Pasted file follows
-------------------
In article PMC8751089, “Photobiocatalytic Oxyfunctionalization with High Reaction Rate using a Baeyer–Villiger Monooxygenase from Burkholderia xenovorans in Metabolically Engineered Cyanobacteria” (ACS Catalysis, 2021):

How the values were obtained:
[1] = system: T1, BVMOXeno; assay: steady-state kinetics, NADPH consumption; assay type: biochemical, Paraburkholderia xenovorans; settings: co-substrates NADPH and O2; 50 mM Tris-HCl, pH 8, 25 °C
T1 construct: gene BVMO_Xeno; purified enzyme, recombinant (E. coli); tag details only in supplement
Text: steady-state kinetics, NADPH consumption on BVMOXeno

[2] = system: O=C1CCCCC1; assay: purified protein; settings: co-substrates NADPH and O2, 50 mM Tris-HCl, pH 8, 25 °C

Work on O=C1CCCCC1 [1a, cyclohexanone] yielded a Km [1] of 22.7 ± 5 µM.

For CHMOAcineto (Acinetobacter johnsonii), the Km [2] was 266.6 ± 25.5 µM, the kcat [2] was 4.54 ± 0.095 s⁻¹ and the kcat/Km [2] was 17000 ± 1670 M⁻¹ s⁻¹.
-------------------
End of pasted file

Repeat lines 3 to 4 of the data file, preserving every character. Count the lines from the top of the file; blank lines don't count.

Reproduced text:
[1] = system: T1, BVMOXeno; assay: steady-state kinetics, NADPH consumption; assay type: biochemical, Paraburkholderia xenovorans; settings: co-substrates NADPH and O2; 50 mM Tris-HCl, pH 8, 25 °C
T1 construct: gene BVMO_Xeno; purified enzyme, recombinant (E. coli); tag details only in supplement